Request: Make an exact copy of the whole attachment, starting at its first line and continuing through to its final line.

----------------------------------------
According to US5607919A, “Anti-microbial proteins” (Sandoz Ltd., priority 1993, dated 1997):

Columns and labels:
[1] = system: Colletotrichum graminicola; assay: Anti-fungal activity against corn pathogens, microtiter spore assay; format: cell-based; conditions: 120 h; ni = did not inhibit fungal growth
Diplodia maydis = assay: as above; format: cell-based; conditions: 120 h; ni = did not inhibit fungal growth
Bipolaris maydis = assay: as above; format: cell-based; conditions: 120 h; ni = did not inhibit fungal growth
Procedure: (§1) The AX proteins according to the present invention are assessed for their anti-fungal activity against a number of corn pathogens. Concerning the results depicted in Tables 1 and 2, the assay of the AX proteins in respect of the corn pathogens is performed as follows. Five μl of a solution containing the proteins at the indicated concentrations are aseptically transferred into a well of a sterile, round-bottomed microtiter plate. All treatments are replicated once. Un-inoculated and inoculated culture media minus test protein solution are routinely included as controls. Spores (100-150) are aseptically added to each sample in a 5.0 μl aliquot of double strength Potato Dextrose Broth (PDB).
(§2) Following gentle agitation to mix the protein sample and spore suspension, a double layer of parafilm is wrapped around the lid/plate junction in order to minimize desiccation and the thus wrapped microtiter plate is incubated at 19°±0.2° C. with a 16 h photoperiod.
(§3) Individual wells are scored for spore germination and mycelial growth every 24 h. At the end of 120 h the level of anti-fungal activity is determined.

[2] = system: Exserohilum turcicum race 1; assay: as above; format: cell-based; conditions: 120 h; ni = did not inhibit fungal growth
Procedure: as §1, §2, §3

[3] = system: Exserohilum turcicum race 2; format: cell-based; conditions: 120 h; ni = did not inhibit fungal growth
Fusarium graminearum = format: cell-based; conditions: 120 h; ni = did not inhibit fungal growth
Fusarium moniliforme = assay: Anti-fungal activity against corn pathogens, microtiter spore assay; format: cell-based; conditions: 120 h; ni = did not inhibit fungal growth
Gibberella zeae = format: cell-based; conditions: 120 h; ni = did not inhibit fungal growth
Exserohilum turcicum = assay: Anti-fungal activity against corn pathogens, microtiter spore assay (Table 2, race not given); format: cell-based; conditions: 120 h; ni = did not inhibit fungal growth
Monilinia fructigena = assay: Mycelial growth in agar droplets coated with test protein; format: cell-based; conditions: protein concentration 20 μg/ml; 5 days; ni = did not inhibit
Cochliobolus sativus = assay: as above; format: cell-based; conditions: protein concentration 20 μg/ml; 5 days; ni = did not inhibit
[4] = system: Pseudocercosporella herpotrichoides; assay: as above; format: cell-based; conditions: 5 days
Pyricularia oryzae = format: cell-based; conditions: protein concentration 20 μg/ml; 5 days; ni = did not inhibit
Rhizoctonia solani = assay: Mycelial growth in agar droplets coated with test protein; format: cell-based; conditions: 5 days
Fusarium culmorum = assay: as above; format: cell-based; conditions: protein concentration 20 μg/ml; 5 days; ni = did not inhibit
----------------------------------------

According to US5607919A, “Anti-microbial proteins” (Sandoz Ltd., priority 1993, dated 1997):

Columns and labels:
[1] = system: Colletotrichum graminicola; assay: Anti-fungal activity against corn pathogens, microtiter spore assay; format: cell-based; conditions: 120 h; ni = did not inhibit fungal growth
Diplodia maydis = assay: as above; format: cell-based; conditions: 120 h; ni = did not inhibit fungal growth
Bipolaris maydis = assay: as above; format: cell-based; conditions: 120 h; ni = did not inhibit fungal growth
Procedure: (§1) The AX proteins according to the present invention are assessed for their anti-fungal activity against a number of corn pathogens. Concerning the results depicted in Tables 1 and 2, the assay of the AX proteins in respect of the corn pathogens is performed as follows. Five μl of a solution containing the proteins at the indicated concentrations are aseptically transferred into a well of a sterile, round-bottomed microtiter plate. All treatments are replicated once. Un-inoculated and inoculated culture media minus test protein solution are routinely included as controls. Spores (100-150) are aseptically added to each sample in a 5.0 μl aliquot of double strength Potato Dextrose Broth (PDB).
(§2) Following gentle agitation to mix the protein sample and spore suspension, a double layer of parafilm is wrapped around the lid/plate junction in order to minimize desiccation and the thus wrapped microtiter plate is incubated at 19°±0.2° C. with a 16 h photoperiod.
(§3) Individual wells are scored for spore germination and mycelial growth every 24 h. At the end of 120 h the level of anti-fungal activity is determined.

[2] = system: Exserohilum turcicum race 1; assay: as above; format: cell-based; conditions: 120 h; ni = did not inhibit fungal growth
Procedure: as §1, §2, §3

[3] = system: Exserohilum turcicum race 2; format: cell-based; conditions: 120 h; ni = did not inhibit fungal growth
Fusarium graminearum = format: cell-based; conditions: 120 h; ni = did not inhibit fungal growth
Fusarium moniliforme = assay: Anti-fungal activity against corn pathogens, microtiter spore assay; format: cell-based; conditions: 120 h; ni = did not inhibit fungal growth
Gibberella zeae = format: cell-based; conditions: 120 h; ni = did not inhibit fungal growth
Exserohilum turcicum = assay: Anti-fungal activity against corn pathogens, microtiter spore assay (Table 2, race not given); format: cell-based; conditions: 120 h; ni = did not inhibit fungal growth
Monilinia fructigena = assay: Mycelial growth in agar droplets coated with test protein; format: cell-based; conditions: protein concentration 20 μg/ml; 5 days; ni = did not inhibit
Cochliobolus sativus = assay: as above; format: cell-based; conditions: protein concentration 20 μg/ml; 5 days; ni = did not inhibit
[4] = system: Pseudocercosporella herpotrichoides; assay: as above; format: cell-based; conditions: 5 days
Pyricularia oryzae = format: cell-based; conditions: protein concentration 20 μg/ml; 5 days; ni = did not inhibit
Rhizoctonia solani = assay: Mycelial growth in agar droplets coated with test protein; format: cell-based; conditions: 5 days
Fusarium culmorum = assay: as above; format: cell-based; conditions: protein concentration 20 μg/ml; 5 days; ni = did not inhibit